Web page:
Is the NHL Instigator Rule Really Necessary?

Adam GreuelSenior Analyst IJuly 23, 2008

Back in 1992, the NHL introduced a new rule that made non-fighting, cheap-shot artists rejoice with glee. This rule was the instigator penalty, and it stated that any player caught starting a fight would automatically end up with two extra minutes in the box. Also, after a certain amount of instigator penalties, the player would be suspended.

Without further ado, my question is: How has this rule helped the NHL since being introduced?

If anything, I think it has caused more problems then it has solved. Yes, fights are down, but barely, and I'd be surprised if you can name anybody who has had a recent injury due to a fight, except, maybe, Todd Fedoruk.

Not only do fights hardly ever end in injuries, but the instigator rule has been the cause of many. For example, when Steve Moore used his elbow and took it right into Canucks captain Markus Naslund's face, the Canucks players were rightfully furious and it was to be expected that they would seek revenge.

Now, instead of being able to just drop the gloves and beat Moore into the ground, the Canucks players had to make sure the fight was mutual! Being the passive fighter he is, Moore would only fight pesky lightweight Matt Cooke, and when players such as Todd Bertuzzi or Ed Jovanoski went up to him, he backed down immediately.

With Moore's unwillingness to fight, Bertuzzi decided to take matters into his own hands and wound up going too far and ending Moore's career with one quick blow to the back of the neck. Many people believe that, with no instigator rule, Moore's career would have been saved, and the worst he would have gotten out of it was a broken nose.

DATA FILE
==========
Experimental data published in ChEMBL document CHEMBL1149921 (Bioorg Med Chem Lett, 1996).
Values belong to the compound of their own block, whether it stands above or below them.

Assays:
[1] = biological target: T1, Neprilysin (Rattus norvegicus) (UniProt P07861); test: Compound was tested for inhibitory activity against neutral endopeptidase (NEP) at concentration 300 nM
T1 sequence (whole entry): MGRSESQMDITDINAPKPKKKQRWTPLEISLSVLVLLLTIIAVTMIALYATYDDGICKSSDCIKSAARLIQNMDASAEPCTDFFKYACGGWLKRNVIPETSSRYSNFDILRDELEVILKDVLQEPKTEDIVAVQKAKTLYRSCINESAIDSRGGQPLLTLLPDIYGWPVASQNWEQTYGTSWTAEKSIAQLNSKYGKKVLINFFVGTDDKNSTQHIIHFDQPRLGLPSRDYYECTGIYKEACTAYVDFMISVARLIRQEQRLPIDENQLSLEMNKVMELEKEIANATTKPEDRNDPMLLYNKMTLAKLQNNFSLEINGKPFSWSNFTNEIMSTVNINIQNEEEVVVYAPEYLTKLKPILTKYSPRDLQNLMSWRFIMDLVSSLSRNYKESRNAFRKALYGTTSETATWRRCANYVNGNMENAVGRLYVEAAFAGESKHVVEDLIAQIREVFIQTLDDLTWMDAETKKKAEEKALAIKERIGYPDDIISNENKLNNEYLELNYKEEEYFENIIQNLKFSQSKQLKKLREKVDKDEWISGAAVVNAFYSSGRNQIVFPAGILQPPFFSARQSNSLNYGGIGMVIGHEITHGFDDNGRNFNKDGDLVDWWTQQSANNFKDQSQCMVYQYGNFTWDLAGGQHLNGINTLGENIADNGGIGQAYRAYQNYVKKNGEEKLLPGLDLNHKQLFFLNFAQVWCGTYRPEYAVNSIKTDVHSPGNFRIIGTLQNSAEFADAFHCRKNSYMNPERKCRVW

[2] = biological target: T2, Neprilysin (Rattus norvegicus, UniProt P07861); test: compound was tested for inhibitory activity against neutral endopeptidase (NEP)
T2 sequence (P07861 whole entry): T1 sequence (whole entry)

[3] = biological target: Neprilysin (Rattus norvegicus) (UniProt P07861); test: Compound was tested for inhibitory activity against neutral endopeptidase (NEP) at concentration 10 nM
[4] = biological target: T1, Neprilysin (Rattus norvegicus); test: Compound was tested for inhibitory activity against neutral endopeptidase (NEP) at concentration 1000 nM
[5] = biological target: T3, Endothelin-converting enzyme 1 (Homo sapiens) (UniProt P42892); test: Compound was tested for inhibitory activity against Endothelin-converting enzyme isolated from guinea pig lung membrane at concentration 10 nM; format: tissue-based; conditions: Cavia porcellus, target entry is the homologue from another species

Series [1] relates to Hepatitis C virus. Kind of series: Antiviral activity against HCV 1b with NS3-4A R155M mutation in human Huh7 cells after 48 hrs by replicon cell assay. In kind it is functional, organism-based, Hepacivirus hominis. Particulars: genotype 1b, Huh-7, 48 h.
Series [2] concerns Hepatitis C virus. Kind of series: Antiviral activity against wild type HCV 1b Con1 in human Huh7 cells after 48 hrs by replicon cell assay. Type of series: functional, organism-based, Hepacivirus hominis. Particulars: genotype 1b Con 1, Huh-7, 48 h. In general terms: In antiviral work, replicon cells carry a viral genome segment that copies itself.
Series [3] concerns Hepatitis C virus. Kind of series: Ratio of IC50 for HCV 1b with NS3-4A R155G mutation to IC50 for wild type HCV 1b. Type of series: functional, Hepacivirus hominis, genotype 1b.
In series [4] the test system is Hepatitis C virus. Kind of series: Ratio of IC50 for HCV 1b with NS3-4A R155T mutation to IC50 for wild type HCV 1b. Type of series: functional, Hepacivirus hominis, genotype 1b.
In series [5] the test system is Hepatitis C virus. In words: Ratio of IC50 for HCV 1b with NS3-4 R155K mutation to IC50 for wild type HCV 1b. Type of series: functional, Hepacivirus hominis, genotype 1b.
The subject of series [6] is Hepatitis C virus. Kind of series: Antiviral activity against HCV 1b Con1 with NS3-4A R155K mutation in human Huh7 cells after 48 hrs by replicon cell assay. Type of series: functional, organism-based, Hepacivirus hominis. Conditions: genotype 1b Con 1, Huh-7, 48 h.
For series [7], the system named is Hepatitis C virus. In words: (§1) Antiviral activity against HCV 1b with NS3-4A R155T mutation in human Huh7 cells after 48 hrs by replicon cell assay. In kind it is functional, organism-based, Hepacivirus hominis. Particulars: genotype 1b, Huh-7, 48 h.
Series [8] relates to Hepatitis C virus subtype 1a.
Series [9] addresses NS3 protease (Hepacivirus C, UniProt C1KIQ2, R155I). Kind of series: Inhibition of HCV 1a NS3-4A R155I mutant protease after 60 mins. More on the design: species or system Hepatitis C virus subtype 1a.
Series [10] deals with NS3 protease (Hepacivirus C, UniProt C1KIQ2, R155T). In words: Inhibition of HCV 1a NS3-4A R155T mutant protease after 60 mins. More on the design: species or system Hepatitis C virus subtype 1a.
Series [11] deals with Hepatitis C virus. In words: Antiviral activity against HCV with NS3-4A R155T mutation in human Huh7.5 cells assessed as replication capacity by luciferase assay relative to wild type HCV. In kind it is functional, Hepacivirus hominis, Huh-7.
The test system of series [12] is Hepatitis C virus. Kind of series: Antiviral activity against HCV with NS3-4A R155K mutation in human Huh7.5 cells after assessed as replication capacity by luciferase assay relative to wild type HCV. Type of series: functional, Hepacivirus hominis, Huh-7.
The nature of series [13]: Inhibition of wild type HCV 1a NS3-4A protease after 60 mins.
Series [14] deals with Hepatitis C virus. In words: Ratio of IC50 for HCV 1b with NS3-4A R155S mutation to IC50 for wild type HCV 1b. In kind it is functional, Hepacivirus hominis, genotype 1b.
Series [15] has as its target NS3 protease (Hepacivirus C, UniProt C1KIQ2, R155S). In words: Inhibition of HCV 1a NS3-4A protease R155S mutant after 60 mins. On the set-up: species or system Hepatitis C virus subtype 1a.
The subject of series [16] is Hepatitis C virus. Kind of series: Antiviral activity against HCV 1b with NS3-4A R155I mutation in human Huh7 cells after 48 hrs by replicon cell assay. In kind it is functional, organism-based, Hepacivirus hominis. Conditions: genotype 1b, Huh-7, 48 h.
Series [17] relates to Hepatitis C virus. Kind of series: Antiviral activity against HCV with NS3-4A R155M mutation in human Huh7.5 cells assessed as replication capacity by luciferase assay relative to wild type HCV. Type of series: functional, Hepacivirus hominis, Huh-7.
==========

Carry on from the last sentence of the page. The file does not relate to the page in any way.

Now, I am definitely not condoning what Bertuzzi did. It sickened me to watch him pile-drive Moores face right into the ice. What I am saying is that, without the instigator rule, a career would have been saved.

Another good example is one involving the Dallas Stars and Phoenix Coyotes. Mike Modano was taken out from behind by then-Phoenix Coyote Jeremy Roenick. Derian Hatcher, then the Dallas Stars captain, attempted to fight Roenick, but he would have none of that. Knowing that he must do something as a captain, Hatcher proceeded to elbow Roenick in the jaw at full speed, breaking it, and taking Roenick out for a month.

Now, these are just two examples of why the instigator rule should be abolished, and I assure you there are plenty more. Without an instigator rule, there would be no more Steve Moores, Jordin Tootoos, Sean Averys, Riley Cotes and Ryan Hollwegs running around with no consequences.

There would be more accountability in the way a player plays, and the game would be much better. Many players (Chris Chelios, Keith Tkachuk, Shawn Horcoff, to name a few) are huge supporters of getting rid of the rule altogether. You can't find many players who want to keep it, that's for sure.

Trust me—without the instigator rule, the NHL would be a much better place.